Ride Safer With the SMARTrainer
On the SMARTrainer, riders can experience road hazards in a safe environment
You’re riding down a city street when suddenly a pedestrian steps into your path from behind a parked box truck. Your heart jumps, you grab the front brake causing the front tire to howl as you skid into the man knocking him to the ground. Your bike goes down and you fall in a jumble to the pavement.
Fortunately, this is the world of the SMARTrainer not the real world. No was killed, injured or maimed. Your bike wasn’t destroyed and you won’t have to go to court. You can hit the reset button and try it again.
Ride Safe Vermont, a Burlington VT based motorcycle safety instruction company, recently acquired the motorcycle simulator as tool for training tool new and returning riders.
“It seemed like a great bridge between VMAP and the Basic Rider Course,” said Bill Mitchell, owner of Ride Safe Vermont. VMAP is the Vermont Motorcycle Awareness Program, a course which prepares riders to take the motorcycle permit test.
The trainer consists of a computer, monitor and a set of motorcycle controls. Riders operate the simulator by using the motorcycle controls. There is a working speedo, gear indicator and rearview mirrors.
While it would be tempting to compare the simulator to a video game, it is definitely not a game and great care has been taken to make the experience as close to riding as possible.
All the controls are standard, including kill switch, start button, turn signal switch, horn, and high beam flasher. Riders must shift using a foot control in the standard 1 down, 5 up shift pattern. The clutch must be released smoothly as the rider rolls on the throttle to get underway. Braking must be smooth and the rider must use both the front and rear brake to stop in the minimum distance.
Audio feedback includes surrounding traffic noises and the motorcycle engine. When too much front brake is used, the tire squeals. The feel of the front brake is progressive, simulating hydraulic braking accurately. The throttle control rolls on and gains speed as expected for the gear selection. Even engine braking works as it does on a real bike.
The purpose of the tool is to improve rider perception skills and reinforce the S.E.E. strategy – Search Evaluate Execute – for safe riding learned in the MSF Basic Rider Course. When running simulations, riders must continually scan for hazards and use coordinated hand and foot controls to avoid them.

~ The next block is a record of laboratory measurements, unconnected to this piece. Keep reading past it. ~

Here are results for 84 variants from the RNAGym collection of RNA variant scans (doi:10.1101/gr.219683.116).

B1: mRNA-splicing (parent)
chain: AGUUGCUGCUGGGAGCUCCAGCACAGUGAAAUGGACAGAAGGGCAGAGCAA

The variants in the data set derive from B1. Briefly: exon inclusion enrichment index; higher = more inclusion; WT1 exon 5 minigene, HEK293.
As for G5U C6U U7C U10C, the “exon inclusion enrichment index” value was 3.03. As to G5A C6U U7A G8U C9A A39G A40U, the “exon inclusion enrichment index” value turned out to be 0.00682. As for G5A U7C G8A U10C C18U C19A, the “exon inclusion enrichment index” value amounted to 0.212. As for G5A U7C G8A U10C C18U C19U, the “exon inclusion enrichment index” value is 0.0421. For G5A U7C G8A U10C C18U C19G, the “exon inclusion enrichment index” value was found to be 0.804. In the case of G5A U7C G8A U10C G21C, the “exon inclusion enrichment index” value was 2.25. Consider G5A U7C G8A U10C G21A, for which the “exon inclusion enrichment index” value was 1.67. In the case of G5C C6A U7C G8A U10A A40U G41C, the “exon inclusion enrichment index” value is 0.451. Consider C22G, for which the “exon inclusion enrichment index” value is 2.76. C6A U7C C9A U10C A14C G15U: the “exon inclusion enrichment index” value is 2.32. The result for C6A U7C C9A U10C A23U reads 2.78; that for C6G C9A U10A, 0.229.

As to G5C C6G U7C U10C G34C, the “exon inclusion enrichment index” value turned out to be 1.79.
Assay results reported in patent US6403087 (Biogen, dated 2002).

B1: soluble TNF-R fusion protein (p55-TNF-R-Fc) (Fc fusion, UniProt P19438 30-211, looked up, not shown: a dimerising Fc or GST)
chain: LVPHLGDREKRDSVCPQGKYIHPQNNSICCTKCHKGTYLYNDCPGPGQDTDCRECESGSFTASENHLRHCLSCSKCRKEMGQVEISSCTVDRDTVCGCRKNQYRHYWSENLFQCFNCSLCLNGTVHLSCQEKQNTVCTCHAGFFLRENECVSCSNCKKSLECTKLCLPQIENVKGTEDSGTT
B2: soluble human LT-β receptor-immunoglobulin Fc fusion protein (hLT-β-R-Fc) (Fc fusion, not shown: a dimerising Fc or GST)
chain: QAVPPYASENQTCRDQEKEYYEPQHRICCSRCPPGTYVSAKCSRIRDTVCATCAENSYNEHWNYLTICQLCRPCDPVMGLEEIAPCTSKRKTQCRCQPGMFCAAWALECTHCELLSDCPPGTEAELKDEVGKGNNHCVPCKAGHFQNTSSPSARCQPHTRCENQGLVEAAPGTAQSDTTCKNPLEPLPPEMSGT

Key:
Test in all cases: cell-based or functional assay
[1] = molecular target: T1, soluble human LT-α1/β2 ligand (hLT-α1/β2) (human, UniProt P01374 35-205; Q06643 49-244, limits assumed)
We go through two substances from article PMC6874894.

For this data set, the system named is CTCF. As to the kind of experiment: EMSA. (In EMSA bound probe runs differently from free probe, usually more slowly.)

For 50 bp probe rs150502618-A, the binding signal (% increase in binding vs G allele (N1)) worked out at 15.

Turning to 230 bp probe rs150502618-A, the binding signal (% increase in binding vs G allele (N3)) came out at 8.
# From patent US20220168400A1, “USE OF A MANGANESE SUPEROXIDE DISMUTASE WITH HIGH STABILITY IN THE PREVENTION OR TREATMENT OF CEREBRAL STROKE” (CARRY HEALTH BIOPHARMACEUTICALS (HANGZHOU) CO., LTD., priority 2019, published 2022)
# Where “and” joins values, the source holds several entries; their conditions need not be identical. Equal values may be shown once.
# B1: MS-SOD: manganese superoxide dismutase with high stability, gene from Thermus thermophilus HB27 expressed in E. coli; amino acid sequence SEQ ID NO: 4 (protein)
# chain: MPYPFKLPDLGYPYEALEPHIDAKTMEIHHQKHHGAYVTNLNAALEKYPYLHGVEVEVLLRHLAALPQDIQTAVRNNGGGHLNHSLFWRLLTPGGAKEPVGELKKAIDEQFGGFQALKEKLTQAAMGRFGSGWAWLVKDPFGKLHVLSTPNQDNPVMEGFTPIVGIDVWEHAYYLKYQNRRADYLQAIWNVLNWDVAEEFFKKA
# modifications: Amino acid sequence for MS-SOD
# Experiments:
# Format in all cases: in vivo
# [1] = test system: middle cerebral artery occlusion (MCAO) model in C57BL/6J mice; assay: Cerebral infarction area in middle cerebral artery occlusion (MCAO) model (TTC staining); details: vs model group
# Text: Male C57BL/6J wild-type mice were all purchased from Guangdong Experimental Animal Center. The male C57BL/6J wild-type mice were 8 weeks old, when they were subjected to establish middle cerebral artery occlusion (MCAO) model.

The simulator can produce 45 different scenarios, using a combination of day, night and fog conditions. Riders can choose a city course, a ride in the suburbs or a tour along the sea coast or up in the mountains. Rider speed is taken into account when presenting hazards and the traps vary each time the simulator is run.
Hazards include merging, pedestrians, bicyclists, children playing, left turning vehicles and lane changers. While these types of hazards are almost expected, there are more complex scenarios like debris in the road, changing road surfaces and cars riding in your blind spot. One scenario involves a tailgating truck, while approaching a yellow light; the rider must decide whether it is safer to ride through the yellow or attempt a stop (spoiler: stopping results in a crushing rear-ender).
Typical training sessions last five minutes. After a session, the rider reviews the ride with a coach, which is perhaps the most valuable part of the tool.
The coach can change the perspective 360 degrees, allowing an incident to seen from all angles. A diagram of the street shows motorcycle position, cars and obstacles involved in the incident. The coach can use the simulation as a springboard to discuss options, related their experience and open the student’s mind to possibilities and how to avoid trouble in the real-world.
At the end of the review, the coach can print a synopsis of the session for the student to review at home. The synopsis shows where the rider was riding above or below the speed limit, where their turn signal initiated and when it was cancelled. Each incident is graded and the synopsis tells how the rider reacted and what they might have done differently.
While the tool is great for new riders, Mitchell is finding that experienced riders can benefit too. “What we’re finding is, experienced riders can get something out of the trainer too,” Mitchell said. “It brings you back to reality: these things can happen to me.”
By merely increasing awareness of what might happen, riders become safer. The simulator makes familiar what otherwise might be a surprise. By removing surprise – and reducing the delay caused by panic -- the rider moves quickly from assessing options to action. Reducing processing time improves reaction time and increases the chance of good outcome.
Ride Safe Vermont is scheduling SMARTraining sessions throughout the coming summer. The trainer will be demoed at the coming Green Mountain Harley Ladies Night, Central Vermont Motorcycles in Rutland on Friday May 9th and in Brattleboro on Saturday May 14th. See the Ride Safe Vermont SMARTrainer schedule page for a complete list of dates and reservation information.